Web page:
Germany and the rest of euro zone have begun to tighten the screws on the Greek government, urging it to implement reforms it promised to get its four-month extension on its bailout now. However in the meantime, Athens has only managed this weekend to alienate itself further from its neighbors.
The German government approved Greece's bailout extension on Friday. But this does not mean that Greece is under any less pressure to overhaul its economy and the way it does business.
On Sunday, German Finance Minister Wolfgang Schaeuble urged the Greek government to use the time to implement its reform plans if it wanted to secure future help from abroad. Meanwhile, in an interview with the Financial Times on Sunday, Jeroen Djisselbloem, the head of the Eurogroup of euro zone finance ministers, warned Greece had to start adopting economic reforms demanded by its creditors if it was to receive a remaining tranche of aid from its bailout program.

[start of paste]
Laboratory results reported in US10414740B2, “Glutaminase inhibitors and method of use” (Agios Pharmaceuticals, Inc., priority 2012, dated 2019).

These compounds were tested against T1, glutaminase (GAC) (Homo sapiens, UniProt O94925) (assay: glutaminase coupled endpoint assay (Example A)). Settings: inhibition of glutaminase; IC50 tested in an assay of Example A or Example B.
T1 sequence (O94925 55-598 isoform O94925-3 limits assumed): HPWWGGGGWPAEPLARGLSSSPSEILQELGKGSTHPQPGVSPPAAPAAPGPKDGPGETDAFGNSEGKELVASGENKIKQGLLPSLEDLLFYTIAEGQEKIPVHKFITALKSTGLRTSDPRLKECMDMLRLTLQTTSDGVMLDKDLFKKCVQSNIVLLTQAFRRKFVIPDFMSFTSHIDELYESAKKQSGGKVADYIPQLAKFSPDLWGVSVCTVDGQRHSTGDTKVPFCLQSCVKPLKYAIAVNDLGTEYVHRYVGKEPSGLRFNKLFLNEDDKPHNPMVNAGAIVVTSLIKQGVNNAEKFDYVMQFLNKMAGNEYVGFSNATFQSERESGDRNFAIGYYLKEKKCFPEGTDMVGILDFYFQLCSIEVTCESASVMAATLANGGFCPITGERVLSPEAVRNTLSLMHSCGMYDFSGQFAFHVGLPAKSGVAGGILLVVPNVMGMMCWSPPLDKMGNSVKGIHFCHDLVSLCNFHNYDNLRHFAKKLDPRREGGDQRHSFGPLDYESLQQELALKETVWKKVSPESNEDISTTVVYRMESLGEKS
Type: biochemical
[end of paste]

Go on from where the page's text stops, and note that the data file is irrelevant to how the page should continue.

Speaking to CNBC on Monday, Luxembourg Finance Minister Pierre Gramegna said that Greece had been given flexibility over reform measures and now needed to do its bit to stay within the bailout program.
"If the Greek government wants to do more social measures they can do that but they have to stay inside the program, so we have shown that we trust the government that they can do it and that they have room for manouver," Gramegna said, speaking to CNBC on the sidelines of the Global Financial Markets Forum in Abu Dhabi.